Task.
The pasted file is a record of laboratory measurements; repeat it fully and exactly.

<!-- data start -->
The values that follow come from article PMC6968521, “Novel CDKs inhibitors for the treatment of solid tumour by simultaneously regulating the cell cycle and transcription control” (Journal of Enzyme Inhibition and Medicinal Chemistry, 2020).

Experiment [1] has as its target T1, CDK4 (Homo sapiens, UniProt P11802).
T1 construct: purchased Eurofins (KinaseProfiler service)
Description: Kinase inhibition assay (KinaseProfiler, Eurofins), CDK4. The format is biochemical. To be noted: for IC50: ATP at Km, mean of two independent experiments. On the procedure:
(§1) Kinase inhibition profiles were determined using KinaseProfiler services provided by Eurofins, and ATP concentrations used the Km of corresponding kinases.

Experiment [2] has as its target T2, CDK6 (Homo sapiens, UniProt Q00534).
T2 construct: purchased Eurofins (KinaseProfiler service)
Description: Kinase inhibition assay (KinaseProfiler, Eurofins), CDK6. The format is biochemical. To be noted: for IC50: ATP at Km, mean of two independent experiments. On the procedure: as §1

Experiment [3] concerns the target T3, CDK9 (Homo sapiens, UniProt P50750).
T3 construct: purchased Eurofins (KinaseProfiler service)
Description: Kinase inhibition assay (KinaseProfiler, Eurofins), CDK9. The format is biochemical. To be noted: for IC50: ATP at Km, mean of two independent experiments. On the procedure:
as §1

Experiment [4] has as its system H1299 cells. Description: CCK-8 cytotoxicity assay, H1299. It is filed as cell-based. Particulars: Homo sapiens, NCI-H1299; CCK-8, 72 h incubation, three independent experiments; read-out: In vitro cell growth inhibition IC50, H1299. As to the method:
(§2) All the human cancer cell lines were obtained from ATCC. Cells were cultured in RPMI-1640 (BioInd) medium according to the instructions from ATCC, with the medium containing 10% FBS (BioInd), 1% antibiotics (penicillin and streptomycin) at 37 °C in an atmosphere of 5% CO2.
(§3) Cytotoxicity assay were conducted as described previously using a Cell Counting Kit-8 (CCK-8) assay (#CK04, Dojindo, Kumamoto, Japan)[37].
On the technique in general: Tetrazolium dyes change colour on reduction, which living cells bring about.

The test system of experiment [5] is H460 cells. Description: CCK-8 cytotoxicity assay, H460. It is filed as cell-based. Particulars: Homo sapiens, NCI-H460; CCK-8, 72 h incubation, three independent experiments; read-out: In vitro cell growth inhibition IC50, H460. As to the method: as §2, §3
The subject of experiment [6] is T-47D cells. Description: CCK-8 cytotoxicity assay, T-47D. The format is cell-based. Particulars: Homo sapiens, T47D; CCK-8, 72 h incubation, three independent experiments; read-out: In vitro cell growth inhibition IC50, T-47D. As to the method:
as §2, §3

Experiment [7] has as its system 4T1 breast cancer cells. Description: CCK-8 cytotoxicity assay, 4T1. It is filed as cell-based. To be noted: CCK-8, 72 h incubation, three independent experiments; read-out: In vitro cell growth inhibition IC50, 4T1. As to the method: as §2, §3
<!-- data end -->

The values that follow come from article PMC6968521, “Novel CDKs inhibitors for the treatment of solid tumour by simultaneously regulating the cell cycle and transcription control” (Journal of Enzyme Inhibition and Medicinal Chemistry, 2020).

Experiment [1] has as its target T1, CDK4 (Homo sapiens, UniProt P11802).
T1 construct: purchased Eurofins (KinaseProfiler service)
Description: Kinase inhibition assay (KinaseProfiler, Eurofins), CDK4. The format is biochemical. To be noted: for IC50: ATP at Km, mean of two independent experiments. On the procedure:
(§1) Kinase inhibition profiles were determined using KinaseProfiler services provided by Eurofins, and ATP concentrations used the Km of corresponding kinases.

Experiment [2] has as its target T2, CDK6 (Homo sapiens, UniProt Q00534).
T2 construct: purchased Eurofins (KinaseProfiler service)
Description: Kinase inhibition assay (KinaseProfiler, Eurofins), CDK6. The format is biochemical. To be noted: for IC50: ATP at Km, mean of two independent experiments. On the procedure: as §1

Experiment [3] concerns the target T3, CDK9 (Homo sapiens, UniProt P50750).
T3 construct: purchased Eurofins (KinaseProfiler service)
Description: Kinase inhibition assay (KinaseProfiler, Eurofins), CDK9. The format is biochemical. To be noted: for IC50: ATP at Km, mean of two independent experiments. On the procedure:
as §1

Experiment [4] has as its system H1299 cells. Description: CCK-8 cytotoxicity assay, H1299. It is filed as cell-based. Particulars: Homo sapiens, NCI-H1299; CCK-8, 72 h incubation, three independent experiments; read-out: In vitro cell growth inhibition IC50, H1299. As to the method:
(§2) All the human cancer cell lines were obtained from ATCC. Cells were cultured in RPMI-1640 (BioInd) medium according to the instructions from ATCC, with the medium containing 10% FBS (BioInd), 1% antibiotics (penicillin and streptomycin) at 37 °C in an atmosphere of 5% CO2.
(§3) Cytotoxicity assay were conducted as described previously using a Cell Counting Kit-8 (CCK-8) assay (#CK04, Dojindo, Kumamoto, Japan)[37].
On the technique in general: Tetrazolium dyes change colour on reduction, which living cells bring about.

The test system of experiment [5] is H460 cells. Description: CCK-8 cytotoxicity assay, H460. It is filed as cell-based. Particulars: Homo sapiens, NCI-H460; CCK-8, 72 h incubation, three independent experiments; read-out: In vitro cell growth inhibition IC50, H460. As to the method: as §2, §3
The subject of experiment [6] is T-47D cells. Description: CCK-8 cytotoxicity assay, T-47D. The format is cell-based. Particulars: Homo sapiens, T47D; CCK-8, 72 h incubation, three independent experiments; read-out: In vitro cell growth inhibition IC50, T-47D. As to the method:
as §2, §3

Experiment [7] has as its system 4T1 breast cancer cells. Description: CCK-8 cytotoxicity assay, 4T1. It is filed as cell-based. To be noted: CCK-8, 72 h incubation, three independent experiments; read-out: In vitro cell growth inhibition IC50, 4T1. As to the method: as §2, §3